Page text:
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About Student Research

Sample Outreach Emails

While combining professionalism, context, specific content, and brevity, it is important that an outreach email to a prospective research mentor sound authentic. Please use the following examples as just that—examples—rather than rigid templates. A mentor will value you using YOUR voice to articulate your interests.

SUBJECT: Interested Undergraduate Researcher - Jane Doe

Dear Dr. Sample,

I am a third-year undergraduate student here at Example University majoring in Environmental Health. Your research in reverse osmosis and point-of-use water treatment caught my attention as I was considering how I might get involved in meaningful on-campus research.

I am incredibly interested in the intersection of chemistry and civil engineering, with future hopes of attending graduate school. Access to clean drinking water—and what constitutes “clean” water—has long been a problem on my mind, sparked by courses I’ve taken in analytical chemistry and toxicology. Your work on copper and lead removal from water and the fouling of nanofiltration membranes seemed like incredible ways to unite my environmental health and chemistry majors. I am curious about what sort of methods and setups you use for water quality analysis, metal detection, and membrane testing.

I would love to be able to talk with your about your ongoing projects and what you might be looking for in a prospective undergraduate researcher. Let me know if you have any time in the upcoming weeks that I could come by your office for a meeting. Monday and Thursday afternoons or Friday mornings are typically open for me to talk. I have attached my resume to this email.

Thank you for your time. Best wishes,
Jane Doe
Environmental Health; Chemistry
Class of 2030

SUBJECT: Conversation about your telomerase research

Dear Professor Dumbledore,

I'm a sophomore student at Rochwarts planning to major in transfiguration. I want to learn more about your research and potentially work in your lab. I recently read an interview that you gave to the Journal of Undergraduate Research back in 2007. I found the part where you talked about telomerase in mice versus humans interesting, especially as we were learning about telomerase in Dr. Kettleburn's genetics class at the same time. I also read some of your recent papers and found the one about translation fidelity in different dragon species very thought-provoking.

I'm currently taking BIO 198 (Principles of Genetics) with Dr. Kettleburn. I was really fascinated when we talked about the different DNA repair mechanisms, and want to learn more about how they apply to aging. Next semester I'll be in Dr. McGonagall's BIO 252 biochemistry class.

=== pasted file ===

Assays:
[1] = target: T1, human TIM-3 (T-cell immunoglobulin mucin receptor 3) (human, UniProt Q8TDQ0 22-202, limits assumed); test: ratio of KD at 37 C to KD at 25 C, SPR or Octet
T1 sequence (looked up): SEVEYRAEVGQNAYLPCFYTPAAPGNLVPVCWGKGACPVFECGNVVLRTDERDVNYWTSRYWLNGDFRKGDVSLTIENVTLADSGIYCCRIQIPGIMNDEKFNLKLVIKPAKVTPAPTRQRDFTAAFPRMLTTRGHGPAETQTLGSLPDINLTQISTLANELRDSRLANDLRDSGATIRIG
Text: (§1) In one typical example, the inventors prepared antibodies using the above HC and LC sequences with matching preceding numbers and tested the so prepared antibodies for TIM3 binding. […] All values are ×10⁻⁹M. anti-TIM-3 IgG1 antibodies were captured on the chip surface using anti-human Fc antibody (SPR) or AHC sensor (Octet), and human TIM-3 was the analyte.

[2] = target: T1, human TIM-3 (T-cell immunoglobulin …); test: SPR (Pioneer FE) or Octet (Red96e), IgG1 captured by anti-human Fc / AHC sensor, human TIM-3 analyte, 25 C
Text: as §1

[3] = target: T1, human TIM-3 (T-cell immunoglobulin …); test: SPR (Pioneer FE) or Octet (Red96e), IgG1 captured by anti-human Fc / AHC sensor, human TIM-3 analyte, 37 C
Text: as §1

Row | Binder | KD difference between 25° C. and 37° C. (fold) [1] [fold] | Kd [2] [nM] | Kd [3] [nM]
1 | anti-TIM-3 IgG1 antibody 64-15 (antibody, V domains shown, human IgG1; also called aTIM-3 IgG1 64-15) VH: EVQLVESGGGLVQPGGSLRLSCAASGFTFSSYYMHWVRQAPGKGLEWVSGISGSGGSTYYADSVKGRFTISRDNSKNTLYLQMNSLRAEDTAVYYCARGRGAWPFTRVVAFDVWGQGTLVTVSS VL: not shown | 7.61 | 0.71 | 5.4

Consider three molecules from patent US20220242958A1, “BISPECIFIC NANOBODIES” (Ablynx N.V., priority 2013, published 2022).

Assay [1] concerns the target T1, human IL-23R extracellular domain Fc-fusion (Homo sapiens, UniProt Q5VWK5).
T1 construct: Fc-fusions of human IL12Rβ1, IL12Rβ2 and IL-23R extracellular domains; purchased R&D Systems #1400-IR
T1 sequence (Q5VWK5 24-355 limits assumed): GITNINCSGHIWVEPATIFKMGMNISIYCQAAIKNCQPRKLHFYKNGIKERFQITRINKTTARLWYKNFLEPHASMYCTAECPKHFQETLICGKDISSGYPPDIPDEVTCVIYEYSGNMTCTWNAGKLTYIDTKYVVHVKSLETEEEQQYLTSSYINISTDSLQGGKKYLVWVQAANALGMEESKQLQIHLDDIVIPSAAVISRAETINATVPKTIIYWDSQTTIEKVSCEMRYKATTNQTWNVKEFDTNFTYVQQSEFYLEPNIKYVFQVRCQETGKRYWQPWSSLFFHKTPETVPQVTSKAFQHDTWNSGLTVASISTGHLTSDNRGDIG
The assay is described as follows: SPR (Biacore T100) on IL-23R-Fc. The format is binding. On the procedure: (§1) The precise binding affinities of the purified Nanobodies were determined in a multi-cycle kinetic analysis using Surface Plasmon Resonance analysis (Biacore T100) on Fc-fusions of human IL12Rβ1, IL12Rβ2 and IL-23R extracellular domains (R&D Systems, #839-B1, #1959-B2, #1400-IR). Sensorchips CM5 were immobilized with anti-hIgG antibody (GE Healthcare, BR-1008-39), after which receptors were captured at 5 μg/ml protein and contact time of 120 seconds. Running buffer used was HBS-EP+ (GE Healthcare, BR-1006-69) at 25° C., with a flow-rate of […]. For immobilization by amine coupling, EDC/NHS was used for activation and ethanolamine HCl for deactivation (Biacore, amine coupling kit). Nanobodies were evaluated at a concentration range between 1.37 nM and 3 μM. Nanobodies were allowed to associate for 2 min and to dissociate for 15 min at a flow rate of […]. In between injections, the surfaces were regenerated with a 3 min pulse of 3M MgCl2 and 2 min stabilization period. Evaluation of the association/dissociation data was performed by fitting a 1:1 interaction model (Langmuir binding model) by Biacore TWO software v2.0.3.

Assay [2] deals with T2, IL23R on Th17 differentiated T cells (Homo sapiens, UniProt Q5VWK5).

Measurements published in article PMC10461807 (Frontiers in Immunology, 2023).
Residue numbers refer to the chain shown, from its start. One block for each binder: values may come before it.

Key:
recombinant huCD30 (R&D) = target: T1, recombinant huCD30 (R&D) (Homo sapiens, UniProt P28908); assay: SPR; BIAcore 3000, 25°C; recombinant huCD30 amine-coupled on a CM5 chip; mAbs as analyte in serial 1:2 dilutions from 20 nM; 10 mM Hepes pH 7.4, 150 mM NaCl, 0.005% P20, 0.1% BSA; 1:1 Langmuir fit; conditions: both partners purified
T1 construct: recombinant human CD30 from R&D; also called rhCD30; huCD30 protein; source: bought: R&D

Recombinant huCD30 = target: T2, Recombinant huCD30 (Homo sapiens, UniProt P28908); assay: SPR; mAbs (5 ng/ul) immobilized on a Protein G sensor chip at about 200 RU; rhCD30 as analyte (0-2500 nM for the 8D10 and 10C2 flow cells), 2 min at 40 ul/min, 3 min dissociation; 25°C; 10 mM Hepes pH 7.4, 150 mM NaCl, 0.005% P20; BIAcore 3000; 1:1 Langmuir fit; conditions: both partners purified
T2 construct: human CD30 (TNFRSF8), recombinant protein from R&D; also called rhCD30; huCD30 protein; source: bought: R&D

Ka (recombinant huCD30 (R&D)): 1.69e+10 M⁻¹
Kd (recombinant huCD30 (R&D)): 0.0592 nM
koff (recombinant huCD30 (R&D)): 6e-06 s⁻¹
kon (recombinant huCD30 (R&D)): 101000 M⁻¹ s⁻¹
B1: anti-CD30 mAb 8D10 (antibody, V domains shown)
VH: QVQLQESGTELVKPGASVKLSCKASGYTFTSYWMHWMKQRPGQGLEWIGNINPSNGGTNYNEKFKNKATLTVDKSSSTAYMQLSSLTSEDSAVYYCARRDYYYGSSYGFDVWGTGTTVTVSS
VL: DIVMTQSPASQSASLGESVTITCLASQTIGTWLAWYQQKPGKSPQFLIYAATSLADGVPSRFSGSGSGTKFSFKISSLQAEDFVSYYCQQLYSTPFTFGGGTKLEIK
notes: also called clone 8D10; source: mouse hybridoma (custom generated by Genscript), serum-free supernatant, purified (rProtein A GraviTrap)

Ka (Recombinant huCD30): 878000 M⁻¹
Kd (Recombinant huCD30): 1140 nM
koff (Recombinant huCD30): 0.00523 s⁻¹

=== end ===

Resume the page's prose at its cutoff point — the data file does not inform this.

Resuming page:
Would it be possible for me to meet with you and learn more about your research? If you have time, I am free Tuesdays between 11AM-2PM, Wednesdays after 3PM, or Fridays after 11:30AM. I've also attached my resume for your convenience.

Thank you!

Newt Scamander
Class of 2020

SUBJECT: Research conversation

Hello, Professor Smith,

Last fall, I had the pleasure of studying migrant narratives with Professor Snape in his class, Modern Latin America. I particularly loved exploring the intricacies of the relationships between identity, space, and place in central Guatemala.

Motivated to continue my exploration of primary narratives and sociopolitics, I hope to dedicate time this upcoming semester to an independent study on media and the modern Cuban identity. As a current second-year student, I hope that this work may ultimately result in the development of a Senior Honors Thesis. After reading more about your cross-disciplinary work studying social reform in the U.S. and Mexico, I think you would be an excellent guide for this journey. I admire the ways in which your research is able to bring to life the daily lived experiences of immigrant women, and I plan on registering for your policy course next semester.

Could we meet to further discuss your research and the suitability of a potential independent study under your mentorship? I am available Fridays after 1PM and Tuesdays or Thursdays between 11AM–2PM.

I look forward to our conversation. Thank you,
John Doe